Jennings: I collaborated with Steve Lambert on the Bus Bench project, a series of advertisements intended to neutralize advertising tactics like targeting children or manipulating peoples’ fears. We created a series of ads to counteract these practice and illegally installed them on bus bunches in the Bay Area. The anti-advertising ad we put on the bench correlated to the prominent concern in the area, which we determined by handing out surveys.

Steve and I collaborated again on Postcards From Our Awesome Future, a series of bus kiosk posters for the San Francisco Art Commission. We met with local architects, transportation officials and urban planners to discuss utopian visions.

SOMA: What were some of the key ideas?

Jennings: Re-wilding the urban population with plant and animal life that used to live in San Francisco. Another was finding alternate uses for parked cars. For example, a commuter vehicle could double as a library car, gym car, or a farmers market. They posters were particularly effective because the ideas were crazy.

This is the way that I think humor works in art work with a social aspect. It gives the viewer an entry point into radical ideas. When you laugh, your guard slips away. The key concepts behind the posters are actually great ideas. Naturally, you’re not going to have a dog park in a subway car, but it would be wonderful to check out books from a mobile library on your commute to work.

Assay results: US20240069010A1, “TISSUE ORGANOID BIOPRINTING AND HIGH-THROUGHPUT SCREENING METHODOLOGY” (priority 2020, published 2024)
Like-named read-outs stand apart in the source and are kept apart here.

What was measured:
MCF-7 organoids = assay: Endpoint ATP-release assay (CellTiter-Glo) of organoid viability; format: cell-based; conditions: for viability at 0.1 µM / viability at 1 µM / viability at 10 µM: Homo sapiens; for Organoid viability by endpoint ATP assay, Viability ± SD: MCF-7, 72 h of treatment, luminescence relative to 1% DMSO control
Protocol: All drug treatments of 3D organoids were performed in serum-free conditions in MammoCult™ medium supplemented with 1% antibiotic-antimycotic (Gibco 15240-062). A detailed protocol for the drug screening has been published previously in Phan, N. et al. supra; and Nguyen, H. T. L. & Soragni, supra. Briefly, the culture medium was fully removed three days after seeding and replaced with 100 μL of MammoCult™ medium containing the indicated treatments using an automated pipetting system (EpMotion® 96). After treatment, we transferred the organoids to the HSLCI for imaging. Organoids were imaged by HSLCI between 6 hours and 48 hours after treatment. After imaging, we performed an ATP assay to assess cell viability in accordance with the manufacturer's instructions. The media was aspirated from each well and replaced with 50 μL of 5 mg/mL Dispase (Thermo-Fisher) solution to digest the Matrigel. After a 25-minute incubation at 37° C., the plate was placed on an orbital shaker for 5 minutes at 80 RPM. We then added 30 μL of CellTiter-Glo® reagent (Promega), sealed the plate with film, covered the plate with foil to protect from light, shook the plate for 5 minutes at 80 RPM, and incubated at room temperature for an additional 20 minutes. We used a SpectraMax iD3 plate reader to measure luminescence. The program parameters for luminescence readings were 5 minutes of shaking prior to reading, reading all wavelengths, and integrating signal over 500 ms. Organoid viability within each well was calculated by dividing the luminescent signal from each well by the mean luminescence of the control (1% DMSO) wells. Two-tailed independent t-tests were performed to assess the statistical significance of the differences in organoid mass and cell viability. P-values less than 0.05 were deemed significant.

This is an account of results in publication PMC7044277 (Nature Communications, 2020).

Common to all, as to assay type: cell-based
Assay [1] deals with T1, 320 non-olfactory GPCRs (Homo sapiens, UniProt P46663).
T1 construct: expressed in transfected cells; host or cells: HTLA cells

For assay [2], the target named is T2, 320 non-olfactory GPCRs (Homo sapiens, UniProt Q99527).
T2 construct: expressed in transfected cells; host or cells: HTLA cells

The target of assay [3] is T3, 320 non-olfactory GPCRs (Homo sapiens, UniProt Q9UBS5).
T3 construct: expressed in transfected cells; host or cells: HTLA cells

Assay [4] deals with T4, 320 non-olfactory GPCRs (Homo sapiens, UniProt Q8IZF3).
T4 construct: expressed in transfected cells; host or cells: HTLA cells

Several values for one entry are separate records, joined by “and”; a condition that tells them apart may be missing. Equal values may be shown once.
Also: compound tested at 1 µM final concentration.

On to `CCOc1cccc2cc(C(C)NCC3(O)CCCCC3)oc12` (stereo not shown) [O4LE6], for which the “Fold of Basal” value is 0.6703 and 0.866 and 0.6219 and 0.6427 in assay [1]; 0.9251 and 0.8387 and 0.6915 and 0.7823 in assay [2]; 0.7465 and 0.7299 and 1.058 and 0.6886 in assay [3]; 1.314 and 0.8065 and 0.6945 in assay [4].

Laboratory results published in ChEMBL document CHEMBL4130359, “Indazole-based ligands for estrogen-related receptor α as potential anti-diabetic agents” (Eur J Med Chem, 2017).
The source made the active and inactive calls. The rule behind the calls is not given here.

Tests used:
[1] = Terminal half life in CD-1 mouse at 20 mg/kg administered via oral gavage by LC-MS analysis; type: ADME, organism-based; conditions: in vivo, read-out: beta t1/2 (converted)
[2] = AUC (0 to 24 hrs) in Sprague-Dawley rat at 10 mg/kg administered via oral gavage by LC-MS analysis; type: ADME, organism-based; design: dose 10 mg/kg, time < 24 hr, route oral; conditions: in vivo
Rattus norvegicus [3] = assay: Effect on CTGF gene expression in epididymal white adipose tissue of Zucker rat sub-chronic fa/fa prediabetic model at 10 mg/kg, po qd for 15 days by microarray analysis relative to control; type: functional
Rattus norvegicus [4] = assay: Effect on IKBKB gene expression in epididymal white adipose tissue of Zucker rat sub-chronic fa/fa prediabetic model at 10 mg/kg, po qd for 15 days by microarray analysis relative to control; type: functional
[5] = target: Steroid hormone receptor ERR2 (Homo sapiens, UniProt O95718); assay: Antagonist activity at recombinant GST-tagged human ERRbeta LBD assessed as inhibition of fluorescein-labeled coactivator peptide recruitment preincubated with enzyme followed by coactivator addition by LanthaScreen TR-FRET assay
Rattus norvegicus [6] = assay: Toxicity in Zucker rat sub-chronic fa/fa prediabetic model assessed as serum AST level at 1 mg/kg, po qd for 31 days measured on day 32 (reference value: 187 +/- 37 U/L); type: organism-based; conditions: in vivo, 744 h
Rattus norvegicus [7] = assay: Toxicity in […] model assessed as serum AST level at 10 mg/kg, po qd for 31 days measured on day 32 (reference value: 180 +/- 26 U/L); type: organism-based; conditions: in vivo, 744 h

SOMA: Do you have hope for society and the city? You work has both utopian and subversive influences.

Jennings: I have hopes and fears. My work is rooted in frustration and a desire for self- empowerment, but also a real desire for positive change. Sometime that takes the form of something imaginary and utopian and sometimes it takes the form of exposing social problems. I’m still adjusting and modifying my strategy.

SOMA: One thing that is refreshing about your work is that although it’s often shown within a fine art context, its participatory dimension doesn’t seem coercive, which is often the pitfall of participation based works. Do you feel that any of your participatory works have been especially effective?

Jennings: I made a creative dissent workstation for my exhibition at the Catherine Clark Gallery. The public had access to a computer and camera and they could make one of five projects. For the newspaper project I provided a template for people to write the news however they saw fit. One person even put up a newspaper headline that said “Subversive Artist Demanding High Prices.” They totally ripped on me and put it on the wall, but I left it there. Free speech.

Another part of the work station was the “What the Fuck” sign that could be checked out of the gallery. The idea is to go stand next to the people with the signs for things like Subway sandwiches. Steve Lambert and I were discussing that the only way you know something isn’t advertising today is if there is swearing in it. Everything else adopts a subversive strategy to sell something. It’s really hard to tell.